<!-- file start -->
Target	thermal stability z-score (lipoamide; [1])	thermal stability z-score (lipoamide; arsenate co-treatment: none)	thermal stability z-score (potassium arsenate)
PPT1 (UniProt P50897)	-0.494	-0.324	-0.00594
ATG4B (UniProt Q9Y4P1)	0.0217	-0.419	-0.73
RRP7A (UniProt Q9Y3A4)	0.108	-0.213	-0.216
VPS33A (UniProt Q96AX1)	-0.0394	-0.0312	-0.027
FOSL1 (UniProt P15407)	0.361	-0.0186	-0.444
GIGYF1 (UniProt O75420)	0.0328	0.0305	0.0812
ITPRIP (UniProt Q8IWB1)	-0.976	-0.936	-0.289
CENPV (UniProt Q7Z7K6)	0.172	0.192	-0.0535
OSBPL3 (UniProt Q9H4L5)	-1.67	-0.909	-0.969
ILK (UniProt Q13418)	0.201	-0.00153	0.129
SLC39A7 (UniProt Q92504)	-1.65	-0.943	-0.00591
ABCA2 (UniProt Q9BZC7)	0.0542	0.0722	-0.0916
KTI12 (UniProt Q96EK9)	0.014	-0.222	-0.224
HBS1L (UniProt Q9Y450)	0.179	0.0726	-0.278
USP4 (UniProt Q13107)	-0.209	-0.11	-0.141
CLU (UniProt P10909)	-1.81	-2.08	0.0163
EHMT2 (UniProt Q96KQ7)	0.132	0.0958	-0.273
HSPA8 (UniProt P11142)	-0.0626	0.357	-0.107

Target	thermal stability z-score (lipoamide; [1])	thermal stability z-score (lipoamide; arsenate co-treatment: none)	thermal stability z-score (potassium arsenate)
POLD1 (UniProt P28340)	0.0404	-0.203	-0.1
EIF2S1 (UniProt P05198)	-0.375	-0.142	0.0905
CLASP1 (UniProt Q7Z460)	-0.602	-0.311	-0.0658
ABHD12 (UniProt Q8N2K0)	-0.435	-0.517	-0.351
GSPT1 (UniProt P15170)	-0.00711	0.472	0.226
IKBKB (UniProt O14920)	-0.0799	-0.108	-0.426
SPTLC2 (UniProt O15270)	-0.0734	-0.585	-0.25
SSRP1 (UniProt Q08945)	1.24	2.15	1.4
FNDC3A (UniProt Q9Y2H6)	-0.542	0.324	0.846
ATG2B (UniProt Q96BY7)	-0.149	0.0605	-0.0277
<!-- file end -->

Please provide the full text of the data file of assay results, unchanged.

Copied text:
Target	thermal stability z-score (lipoamide; [1])	thermal stability z-score (lipoamide; arsenate co-treatment: none)	thermal stability z-score (potassium arsenate)
PPT1 (UniProt P50897)	-0.494	-0.324	-0.00594
ATG4B (UniProt Q9Y4P1)	0.0217	-0.419	-0.73
RRP7A (UniProt Q9Y3A4)	0.108	-0.213	-0.216
VPS33A (UniProt Q96AX1)	-0.0394	-0.0312	-0.027
FOSL1 (UniProt P15407)	0.361	-0.0186	-0.444
GIGYF1 (UniProt O75420)	0.0328	0.0305	0.0812
ITPRIP (UniProt Q8IWB1)	-0.976	-0.936	-0.289
CENPV (UniProt Q7Z7K6)	0.172	0.192	-0.0535
OSBPL3 (UniProt Q9H4L5)	-1.67	-0.909	-0.969
ILK (UniProt Q13418)	0.201	-0.00153	0.129
SLC39A7 (UniProt Q92504)	-1.65	-0.943	-0.00591
ABCA2 (UniProt Q9BZC7)	0.0542	0.0722	-0.0916
KTI12 (UniProt Q96EK9)	0.014	-0.222	-0.224
HBS1L (UniProt Q9Y450)	0.179	0.0726	-0.278
USP4 (UniProt Q13107)	-0.209	-0.11	-0.141
CLU (UniProt P10909)	-1.81	-2.08	0.0163
EHMT2 (UniProt Q96KQ7)	0.132	0.0958	-0.273
HSPA8 (UniProt P11142)	-0.0626	0.357	-0.107

Target	thermal stability z-score (lipoamide; [1])	thermal stability z-score (lipoamide; arsenate co-treatment: none)	thermal stability z-score (potassium arsenate)
POLD1 (UniProt P28340)	0.0404	-0.203	-0.1
EIF2S1 (UniProt P05198)	-0.375	-0.142	0.0905
CLASP1 (UniProt Q7Z460)	-0.602	-0.311	-0.0658
ABHD12 (UniProt Q8N2K0)	-0.435	-0.517	-0.351
GSPT1 (UniProt P15170)	-0.00711	0.472	0.226
IKBKB (UniProt O14920)	-0.0799	-0.108	-0.426
SPTLC2 (UniProt O15270)	-0.0734	-0.585	-0.25
SSRP1 (UniProt Q08945)	1.24	2.15	1.4
FNDC3A (UniProt Q9Y2H6)	-0.542	0.324	0.846
ATG2B (UniProt Q96BY7)	-0.149	0.0605	-0.0277